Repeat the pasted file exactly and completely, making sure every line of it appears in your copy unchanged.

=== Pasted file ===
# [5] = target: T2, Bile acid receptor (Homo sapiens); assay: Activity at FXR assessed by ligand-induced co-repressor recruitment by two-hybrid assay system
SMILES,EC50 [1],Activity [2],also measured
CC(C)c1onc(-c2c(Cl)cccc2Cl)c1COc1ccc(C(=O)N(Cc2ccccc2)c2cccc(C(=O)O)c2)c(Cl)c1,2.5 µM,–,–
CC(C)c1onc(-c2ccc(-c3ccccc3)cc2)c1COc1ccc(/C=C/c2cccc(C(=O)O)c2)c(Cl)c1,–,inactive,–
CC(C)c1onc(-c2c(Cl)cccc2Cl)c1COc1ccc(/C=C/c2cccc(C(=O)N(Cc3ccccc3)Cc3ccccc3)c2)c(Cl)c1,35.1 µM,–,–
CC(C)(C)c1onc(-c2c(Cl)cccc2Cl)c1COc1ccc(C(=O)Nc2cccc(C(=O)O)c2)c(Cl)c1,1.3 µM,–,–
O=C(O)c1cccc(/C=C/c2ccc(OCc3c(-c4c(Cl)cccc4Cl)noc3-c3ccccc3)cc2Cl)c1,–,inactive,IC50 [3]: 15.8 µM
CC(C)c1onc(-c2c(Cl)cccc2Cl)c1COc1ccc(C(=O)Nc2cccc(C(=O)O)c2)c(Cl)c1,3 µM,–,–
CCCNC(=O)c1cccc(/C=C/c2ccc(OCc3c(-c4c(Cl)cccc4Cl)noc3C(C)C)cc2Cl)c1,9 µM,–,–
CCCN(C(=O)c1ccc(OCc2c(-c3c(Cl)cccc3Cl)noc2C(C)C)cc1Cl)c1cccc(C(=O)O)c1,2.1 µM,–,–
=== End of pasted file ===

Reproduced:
# [5] = target: T2, Bile acid receptor (Homo sapiens); assay: Activity at FXR assessed by ligand-induced co-repressor recruitment by two-hybrid assay system
SMILES,EC50 [1],Activity [2],also measured
CC(C)c1onc(-c2c(Cl)cccc2Cl)c1COc1ccc(C(=O)N(Cc2ccccc2)c2cccc(C(=O)O)c2)c(Cl)c1,2.5 µM,–,–
CC(C)c1onc(-c2ccc(-c3ccccc3)cc2)c1COc1ccc(/C=C/c2cccc(C(=O)O)c2)c(Cl)c1,–,inactive,–
CC(C)c1onc(-c2c(Cl)cccc2Cl)c1COc1ccc(/C=C/c2cccc(C(=O)N(Cc3ccccc3)Cc3ccccc3)c2)c(Cl)c1,35.1 µM,–,–
CC(C)(C)c1onc(-c2c(Cl)cccc2Cl)c1COc1ccc(C(=O)Nc2cccc(C(=O)O)c2)c(Cl)c1,1.3 µM,–,–
O=C(O)c1cccc(/C=C/c2ccc(OCc3c(-c4c(Cl)cccc4Cl)noc3-c3ccccc3)cc2Cl)c1,–,inactive,IC50 [3]: 15.8 µM
CC(C)c1onc(-c2c(Cl)cccc2Cl)c1COc1ccc(C(=O)Nc2cccc(C(=O)O)c2)c(Cl)c1,3 µM,–,–
CCCNC(=O)c1cccc(/C=C/c2ccc(OCc3c(-c4c(Cl)cccc4Cl)noc3C(C)C)cc2Cl)c1,9 µM,–,–
CCCN(C(=O)c1ccc(OCc2c(-c3c(Cl)cccc3Cl)noc2C(C)C)cc1Cl)c1cccc(C(=O)O)c1,2.1 µM,–,–